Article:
Antiques should return to where they belong

0 Comment(s)Print E-mail China Daily, May 12, 2023
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The return of two cultural relics from the Manhattan District Attorney's Office to China's Consulate General in New York sets a good precedent for other Western nations to follow.

In April, some Manhattan procurators found the two cultural relics of great historical and artistic value during a criminal probe. Agencies in both countries cooperated to make the return possible. Since 2015, the US has returned 404 cultural relics plus an ancient archaeological fossil to China, and this is the sixth time it has done so.

The cultural relics belong to China and it is good news they are now returning home. By helping the lost cultural relics to return home, the US side not only shows its goodwill toward China, but also restates a basic principle of international relations, namely that cultural relics belong to their country of origin and should go home one day.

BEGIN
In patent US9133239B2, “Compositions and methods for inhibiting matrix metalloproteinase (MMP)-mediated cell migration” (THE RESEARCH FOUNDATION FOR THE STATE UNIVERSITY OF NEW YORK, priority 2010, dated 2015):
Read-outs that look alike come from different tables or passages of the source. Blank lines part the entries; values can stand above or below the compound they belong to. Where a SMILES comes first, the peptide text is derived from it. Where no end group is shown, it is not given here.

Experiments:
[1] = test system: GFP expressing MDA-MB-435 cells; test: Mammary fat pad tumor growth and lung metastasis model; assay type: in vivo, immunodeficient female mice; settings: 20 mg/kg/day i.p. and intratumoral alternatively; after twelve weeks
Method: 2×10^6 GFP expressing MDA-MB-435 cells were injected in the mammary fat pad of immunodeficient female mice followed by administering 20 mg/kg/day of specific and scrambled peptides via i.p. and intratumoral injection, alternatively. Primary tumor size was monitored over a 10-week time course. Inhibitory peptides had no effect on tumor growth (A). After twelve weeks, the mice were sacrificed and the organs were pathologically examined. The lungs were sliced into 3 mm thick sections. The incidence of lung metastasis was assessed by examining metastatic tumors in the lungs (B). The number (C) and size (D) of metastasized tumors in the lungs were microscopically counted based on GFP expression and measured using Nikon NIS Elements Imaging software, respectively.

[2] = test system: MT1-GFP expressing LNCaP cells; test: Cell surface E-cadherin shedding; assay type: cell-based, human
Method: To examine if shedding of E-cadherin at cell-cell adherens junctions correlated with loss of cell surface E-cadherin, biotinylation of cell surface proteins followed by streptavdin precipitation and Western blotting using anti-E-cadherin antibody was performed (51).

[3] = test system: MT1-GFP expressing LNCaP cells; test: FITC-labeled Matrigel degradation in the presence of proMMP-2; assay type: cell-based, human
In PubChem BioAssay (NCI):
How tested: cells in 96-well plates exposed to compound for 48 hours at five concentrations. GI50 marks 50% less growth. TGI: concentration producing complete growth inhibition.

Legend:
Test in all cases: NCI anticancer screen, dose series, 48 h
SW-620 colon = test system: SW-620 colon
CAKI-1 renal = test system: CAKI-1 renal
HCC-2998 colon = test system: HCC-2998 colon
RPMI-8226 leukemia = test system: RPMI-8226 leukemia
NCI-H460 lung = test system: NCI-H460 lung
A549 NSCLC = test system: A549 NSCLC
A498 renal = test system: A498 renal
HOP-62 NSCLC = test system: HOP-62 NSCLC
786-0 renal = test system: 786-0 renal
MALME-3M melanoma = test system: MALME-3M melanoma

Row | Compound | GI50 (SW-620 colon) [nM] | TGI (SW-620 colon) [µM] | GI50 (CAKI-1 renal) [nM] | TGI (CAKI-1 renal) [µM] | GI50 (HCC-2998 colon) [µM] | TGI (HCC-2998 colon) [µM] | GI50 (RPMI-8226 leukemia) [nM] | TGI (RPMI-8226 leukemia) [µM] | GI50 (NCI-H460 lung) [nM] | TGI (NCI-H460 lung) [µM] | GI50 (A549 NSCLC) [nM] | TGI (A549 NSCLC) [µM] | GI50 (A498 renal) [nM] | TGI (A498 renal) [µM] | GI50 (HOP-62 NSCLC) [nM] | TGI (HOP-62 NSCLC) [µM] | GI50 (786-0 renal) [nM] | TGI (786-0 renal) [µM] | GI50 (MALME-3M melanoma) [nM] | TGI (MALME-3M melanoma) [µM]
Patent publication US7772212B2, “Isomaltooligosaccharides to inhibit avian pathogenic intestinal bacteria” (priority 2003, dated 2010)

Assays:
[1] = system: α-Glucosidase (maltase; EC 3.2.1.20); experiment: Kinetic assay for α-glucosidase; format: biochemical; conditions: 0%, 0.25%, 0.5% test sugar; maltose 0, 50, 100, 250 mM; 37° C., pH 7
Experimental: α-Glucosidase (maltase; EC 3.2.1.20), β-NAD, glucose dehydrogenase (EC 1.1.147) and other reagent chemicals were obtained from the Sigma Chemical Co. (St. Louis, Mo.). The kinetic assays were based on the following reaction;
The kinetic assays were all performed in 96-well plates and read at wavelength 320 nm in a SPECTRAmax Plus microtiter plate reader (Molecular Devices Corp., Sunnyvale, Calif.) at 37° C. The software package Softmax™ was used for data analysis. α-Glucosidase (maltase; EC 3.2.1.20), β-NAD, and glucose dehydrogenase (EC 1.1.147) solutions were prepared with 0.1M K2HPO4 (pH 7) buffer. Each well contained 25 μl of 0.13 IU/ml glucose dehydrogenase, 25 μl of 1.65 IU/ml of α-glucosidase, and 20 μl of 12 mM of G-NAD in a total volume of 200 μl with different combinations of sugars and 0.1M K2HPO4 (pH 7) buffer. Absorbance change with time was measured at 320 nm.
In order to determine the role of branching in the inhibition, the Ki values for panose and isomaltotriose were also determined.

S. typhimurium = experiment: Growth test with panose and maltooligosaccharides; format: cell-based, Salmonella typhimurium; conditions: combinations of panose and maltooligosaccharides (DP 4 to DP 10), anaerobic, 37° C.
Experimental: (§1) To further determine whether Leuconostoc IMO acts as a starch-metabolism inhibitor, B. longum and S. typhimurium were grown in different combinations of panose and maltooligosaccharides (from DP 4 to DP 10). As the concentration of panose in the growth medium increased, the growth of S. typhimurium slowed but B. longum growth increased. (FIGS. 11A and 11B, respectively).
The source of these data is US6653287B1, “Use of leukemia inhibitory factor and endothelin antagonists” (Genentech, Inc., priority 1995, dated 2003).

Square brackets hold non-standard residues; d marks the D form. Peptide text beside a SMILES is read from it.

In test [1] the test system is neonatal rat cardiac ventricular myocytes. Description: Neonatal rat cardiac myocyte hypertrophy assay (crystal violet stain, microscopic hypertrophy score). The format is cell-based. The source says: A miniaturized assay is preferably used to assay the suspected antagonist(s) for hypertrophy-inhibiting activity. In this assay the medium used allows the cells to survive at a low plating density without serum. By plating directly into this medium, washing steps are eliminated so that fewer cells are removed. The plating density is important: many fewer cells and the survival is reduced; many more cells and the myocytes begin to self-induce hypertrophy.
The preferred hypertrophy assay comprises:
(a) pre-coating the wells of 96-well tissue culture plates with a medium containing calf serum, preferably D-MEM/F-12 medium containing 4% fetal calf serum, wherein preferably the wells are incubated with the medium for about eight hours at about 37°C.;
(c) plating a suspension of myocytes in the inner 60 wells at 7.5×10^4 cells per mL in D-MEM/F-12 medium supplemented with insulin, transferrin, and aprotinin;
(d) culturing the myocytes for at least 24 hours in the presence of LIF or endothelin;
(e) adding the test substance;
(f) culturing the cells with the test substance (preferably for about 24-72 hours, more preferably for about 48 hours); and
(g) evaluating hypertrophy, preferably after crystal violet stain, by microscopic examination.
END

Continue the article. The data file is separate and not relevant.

In a statement, Manhattan District Attorney Alvin Bragg said: "It is a shame that these two incredible antiquities were stolen and at least one remained largely hidden from public view for nearly three decades." It's a shame for those who stole and moved the antiques out of their country of origin.

Fortunately, the mistake has been corrected, reinforcing the international consensus that antiques should remain in their country of origin or be returned if they were stolen or robbed.

The US is not the only or the biggest repository of Chinese cultural relics. According to official data, some 17 million Chinese antiques are lost overseas, scattered across Western countries. A day will come when they will all return home.

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